BARACK OBAMA tried to pivot to Asia, but the Arab Spring, Syrian civil war, Islamic State and Iran’s nuclear programme kept dragging him back. For all the noise Donald Trump made about ending the “forever wars”, he edged towards war with Iran. He dispatched 14,000 troops to the region and, in the end, did not much change the sprawling American military commitment there. Now, even more than his predecessors, President Joe Biden is signalling an intention to downgrade the Middle East among America’s priorities.

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He took so long to make his first phone call to the Israeli prime minister, Binyamin Netanyahu, that his spokeswoman, Jen Psaki, felt compelled, in response to a reporter, to declare the president meant no “intentional diss” (as though an unintended oversight might not

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He also announced he would direct states to prioritize teachers in their vaccination plans, reemphasizing a commitment to returning students to classrooms amid a confusing administration stance on when and how classrooms can reopen.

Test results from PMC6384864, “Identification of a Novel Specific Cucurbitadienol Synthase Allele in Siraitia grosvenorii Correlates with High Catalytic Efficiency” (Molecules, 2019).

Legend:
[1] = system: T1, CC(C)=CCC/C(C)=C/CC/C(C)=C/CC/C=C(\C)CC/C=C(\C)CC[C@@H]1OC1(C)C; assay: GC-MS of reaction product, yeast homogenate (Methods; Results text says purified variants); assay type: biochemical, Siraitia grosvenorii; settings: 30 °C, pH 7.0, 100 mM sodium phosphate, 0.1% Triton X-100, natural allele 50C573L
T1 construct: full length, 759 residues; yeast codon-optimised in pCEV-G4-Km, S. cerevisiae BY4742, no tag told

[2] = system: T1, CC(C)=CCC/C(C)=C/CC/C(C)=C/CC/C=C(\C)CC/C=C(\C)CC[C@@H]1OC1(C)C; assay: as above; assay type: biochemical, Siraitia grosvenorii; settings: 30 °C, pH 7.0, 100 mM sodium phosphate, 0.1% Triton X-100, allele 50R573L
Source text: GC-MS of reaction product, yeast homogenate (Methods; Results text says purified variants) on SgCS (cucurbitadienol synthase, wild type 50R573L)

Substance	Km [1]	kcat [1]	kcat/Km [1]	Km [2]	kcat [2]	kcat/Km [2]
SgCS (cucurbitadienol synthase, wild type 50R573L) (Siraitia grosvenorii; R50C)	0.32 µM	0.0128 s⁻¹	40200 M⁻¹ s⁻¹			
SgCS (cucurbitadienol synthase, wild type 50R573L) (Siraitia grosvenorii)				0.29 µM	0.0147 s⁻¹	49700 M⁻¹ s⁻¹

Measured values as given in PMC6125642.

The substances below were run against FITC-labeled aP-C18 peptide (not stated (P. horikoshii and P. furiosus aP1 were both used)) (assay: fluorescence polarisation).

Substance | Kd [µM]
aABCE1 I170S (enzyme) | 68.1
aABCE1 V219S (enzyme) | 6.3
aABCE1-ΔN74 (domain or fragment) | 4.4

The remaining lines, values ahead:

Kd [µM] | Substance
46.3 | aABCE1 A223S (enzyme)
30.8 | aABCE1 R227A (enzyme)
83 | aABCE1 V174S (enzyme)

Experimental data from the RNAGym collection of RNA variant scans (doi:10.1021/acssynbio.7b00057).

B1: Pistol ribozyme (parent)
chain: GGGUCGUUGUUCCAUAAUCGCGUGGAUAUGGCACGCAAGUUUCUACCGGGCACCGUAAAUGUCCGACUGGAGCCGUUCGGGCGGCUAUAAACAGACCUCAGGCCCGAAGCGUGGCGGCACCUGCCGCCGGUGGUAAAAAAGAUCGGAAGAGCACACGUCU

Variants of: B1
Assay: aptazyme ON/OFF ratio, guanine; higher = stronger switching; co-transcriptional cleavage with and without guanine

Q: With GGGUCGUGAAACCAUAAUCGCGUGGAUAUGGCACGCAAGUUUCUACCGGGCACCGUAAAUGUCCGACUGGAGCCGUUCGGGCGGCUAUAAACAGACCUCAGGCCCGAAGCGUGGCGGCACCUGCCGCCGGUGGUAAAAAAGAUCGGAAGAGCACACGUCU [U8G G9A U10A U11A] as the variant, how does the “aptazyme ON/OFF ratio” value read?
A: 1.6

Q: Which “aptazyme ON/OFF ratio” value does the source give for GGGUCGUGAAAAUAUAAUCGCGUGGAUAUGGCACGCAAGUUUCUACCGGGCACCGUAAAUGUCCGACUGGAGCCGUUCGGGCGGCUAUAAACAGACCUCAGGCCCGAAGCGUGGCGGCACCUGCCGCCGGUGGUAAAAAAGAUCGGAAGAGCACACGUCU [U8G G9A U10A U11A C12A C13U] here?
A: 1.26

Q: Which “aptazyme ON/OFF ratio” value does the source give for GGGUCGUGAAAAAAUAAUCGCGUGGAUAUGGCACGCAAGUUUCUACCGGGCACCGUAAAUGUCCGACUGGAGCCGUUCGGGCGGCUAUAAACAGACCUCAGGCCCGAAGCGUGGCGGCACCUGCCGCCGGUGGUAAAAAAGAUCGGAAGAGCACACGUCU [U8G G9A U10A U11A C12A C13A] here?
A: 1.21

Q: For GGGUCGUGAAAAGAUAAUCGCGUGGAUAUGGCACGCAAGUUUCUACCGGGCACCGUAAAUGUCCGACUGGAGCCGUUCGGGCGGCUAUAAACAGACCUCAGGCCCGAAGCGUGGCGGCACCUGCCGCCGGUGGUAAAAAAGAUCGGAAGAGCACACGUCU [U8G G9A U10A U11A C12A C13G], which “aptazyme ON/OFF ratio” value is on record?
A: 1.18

The new date does not mean all Americans would receive shots by May 31; issues with distribution and personnel mean it could take much longer for all doses to be administered.

But the speedier estimate, helped along by a new partnership between major US drugmakers, makes for an optimistic target as millions of Americans wait to receive their first doses. The timeline speeds up by two months the administration’s previous goal of having enough shots by the end of July.

“That’s progress,” Biden said in remarks from the White House, warning there could still be delays in getting shots in Americans’ arms and suggesting the country would not return to full normalcy for much longer.

“There

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